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Employee misclassification sees company penalised close to $90k

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Employee misclassification sees company penalised close to $90k

A misclassification of drivers as contractors, rather than employees, has landed a Sydney transport company close to a $90,000 penalty from the Fair Work Ombudsman.

Bookkeeper Reporter 08 August 2019
— 1 minute read

The Fair Work Ombudsman has secured a penalty of $89,250 in the Federal Circuit Court against Sydney transport company Eagle Tours Pty Ltd after it misclassified bus drivers as independent contractors.

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Fair Work Inspectors found that three of the drivers had been misclassified as contractors, rather than employees, and that four bus drivers were paid flat rates of $22 an hour, despite working 12-hour shifts and weekends.

Under the Passenger Vehicle Transportation Award, the Eagle Tours drivers were entitled to receive as much as $38.94 an hour on weekends and $48.68 on public holidays.

The flat rates resulted in underpayment of their casual loadings, overtime rates, and penalty rates for weekend, public holiday, night and early morning work.

Between November 2012 and February 2014, the four drivers were underpaid a total of $46,012, with individual amounts ranging from $7,982 to $15,960.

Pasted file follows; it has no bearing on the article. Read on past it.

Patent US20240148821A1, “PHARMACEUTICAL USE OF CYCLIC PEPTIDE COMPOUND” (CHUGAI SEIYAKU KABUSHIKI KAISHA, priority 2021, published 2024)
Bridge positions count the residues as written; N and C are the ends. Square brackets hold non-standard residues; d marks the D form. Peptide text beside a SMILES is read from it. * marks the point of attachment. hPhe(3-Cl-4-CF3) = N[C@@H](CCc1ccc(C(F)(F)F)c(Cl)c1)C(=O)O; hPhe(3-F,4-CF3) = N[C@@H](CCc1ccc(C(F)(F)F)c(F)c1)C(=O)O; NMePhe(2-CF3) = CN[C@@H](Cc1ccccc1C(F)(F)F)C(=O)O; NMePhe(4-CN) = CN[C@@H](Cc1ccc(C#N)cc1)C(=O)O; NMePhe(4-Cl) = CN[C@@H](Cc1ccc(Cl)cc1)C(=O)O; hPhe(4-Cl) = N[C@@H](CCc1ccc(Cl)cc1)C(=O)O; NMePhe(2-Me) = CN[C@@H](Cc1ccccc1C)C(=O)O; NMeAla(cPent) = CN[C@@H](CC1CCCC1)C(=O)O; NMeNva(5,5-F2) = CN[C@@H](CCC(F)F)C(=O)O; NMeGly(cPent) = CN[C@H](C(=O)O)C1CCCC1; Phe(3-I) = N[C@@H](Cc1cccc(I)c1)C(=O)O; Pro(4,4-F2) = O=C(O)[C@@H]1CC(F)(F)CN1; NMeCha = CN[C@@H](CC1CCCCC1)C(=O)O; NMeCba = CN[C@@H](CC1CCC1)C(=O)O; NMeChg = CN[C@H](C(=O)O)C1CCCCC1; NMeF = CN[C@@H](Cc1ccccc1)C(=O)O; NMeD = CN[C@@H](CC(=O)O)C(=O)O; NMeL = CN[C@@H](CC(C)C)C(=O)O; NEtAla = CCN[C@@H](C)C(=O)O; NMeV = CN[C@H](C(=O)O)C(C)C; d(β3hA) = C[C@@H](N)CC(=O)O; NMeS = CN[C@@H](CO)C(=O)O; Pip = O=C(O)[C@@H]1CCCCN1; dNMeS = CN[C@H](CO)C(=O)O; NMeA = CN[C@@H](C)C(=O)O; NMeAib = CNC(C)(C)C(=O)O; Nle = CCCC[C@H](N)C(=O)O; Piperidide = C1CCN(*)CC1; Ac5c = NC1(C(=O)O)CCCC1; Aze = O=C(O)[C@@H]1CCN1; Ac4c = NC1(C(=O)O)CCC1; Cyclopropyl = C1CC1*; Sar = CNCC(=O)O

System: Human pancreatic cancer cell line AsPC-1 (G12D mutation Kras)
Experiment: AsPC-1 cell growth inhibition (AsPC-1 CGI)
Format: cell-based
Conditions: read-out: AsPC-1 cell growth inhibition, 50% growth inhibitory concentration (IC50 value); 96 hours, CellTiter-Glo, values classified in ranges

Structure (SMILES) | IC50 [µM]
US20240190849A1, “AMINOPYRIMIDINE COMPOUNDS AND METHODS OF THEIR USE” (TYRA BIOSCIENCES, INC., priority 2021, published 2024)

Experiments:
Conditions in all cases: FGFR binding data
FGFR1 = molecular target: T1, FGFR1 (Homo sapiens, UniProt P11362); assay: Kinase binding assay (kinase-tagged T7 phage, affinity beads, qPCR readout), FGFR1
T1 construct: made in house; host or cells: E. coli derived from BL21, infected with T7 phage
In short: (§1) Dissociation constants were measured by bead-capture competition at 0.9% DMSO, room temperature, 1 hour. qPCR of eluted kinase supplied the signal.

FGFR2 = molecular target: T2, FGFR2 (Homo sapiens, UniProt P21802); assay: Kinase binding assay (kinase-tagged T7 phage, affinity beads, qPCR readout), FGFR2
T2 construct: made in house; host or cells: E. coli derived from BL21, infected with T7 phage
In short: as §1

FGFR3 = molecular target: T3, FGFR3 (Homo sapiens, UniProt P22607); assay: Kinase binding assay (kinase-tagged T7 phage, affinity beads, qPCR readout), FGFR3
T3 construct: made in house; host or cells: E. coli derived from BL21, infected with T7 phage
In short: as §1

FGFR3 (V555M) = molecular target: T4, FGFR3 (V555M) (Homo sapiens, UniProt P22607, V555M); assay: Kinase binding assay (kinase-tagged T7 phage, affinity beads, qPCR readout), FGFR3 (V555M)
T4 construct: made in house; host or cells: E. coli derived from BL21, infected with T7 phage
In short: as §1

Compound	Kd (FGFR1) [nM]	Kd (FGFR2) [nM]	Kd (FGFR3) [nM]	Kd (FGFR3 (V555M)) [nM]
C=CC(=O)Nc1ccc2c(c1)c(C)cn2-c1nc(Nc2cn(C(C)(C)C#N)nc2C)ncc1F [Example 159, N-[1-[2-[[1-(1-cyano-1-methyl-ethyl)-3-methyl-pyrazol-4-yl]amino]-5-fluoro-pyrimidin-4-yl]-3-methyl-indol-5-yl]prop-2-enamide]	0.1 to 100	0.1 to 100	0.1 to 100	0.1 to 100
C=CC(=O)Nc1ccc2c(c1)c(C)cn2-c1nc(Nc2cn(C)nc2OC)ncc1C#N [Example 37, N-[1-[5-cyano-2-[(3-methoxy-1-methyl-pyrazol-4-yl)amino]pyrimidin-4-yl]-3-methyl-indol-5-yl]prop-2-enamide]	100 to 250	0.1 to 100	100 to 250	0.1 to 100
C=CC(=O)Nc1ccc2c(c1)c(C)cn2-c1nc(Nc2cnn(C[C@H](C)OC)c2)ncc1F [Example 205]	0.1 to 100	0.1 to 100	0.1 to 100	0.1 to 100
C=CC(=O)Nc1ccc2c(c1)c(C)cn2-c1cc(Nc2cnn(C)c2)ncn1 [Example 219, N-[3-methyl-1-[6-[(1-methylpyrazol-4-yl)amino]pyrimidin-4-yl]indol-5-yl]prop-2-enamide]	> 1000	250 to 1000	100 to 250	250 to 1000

The four drivers have now been back-paid in full.

Fair Work Ombudsman Sandra Parker said that the regulator is cracking down on companies that misclassify employees as independent contractors.

“If employers misclassify employees as independent contractors to avoid their lawful obligations or to pay employees low flat rates that undercut the minimum wage, they face serious consequences such as court action, hefty back-payment bills and penalties,” Ms Parker said.

Judge Robert Cameron rejected Eagle Tours’ submission that the breaches were due to a lack of awareness of its obligations under workplace laws.

“All the relevant actions were intentional and not accidental. They were, for present purposes, deliberate,” Judge Cameron said.

Judge Cameron said there was a need to impose a penalty to “discourage other businesses from believing that all bus drivers may be hired as contractors regardless of the true nature of their engagement”.

Employee misclassification sees company penalised close to $90k
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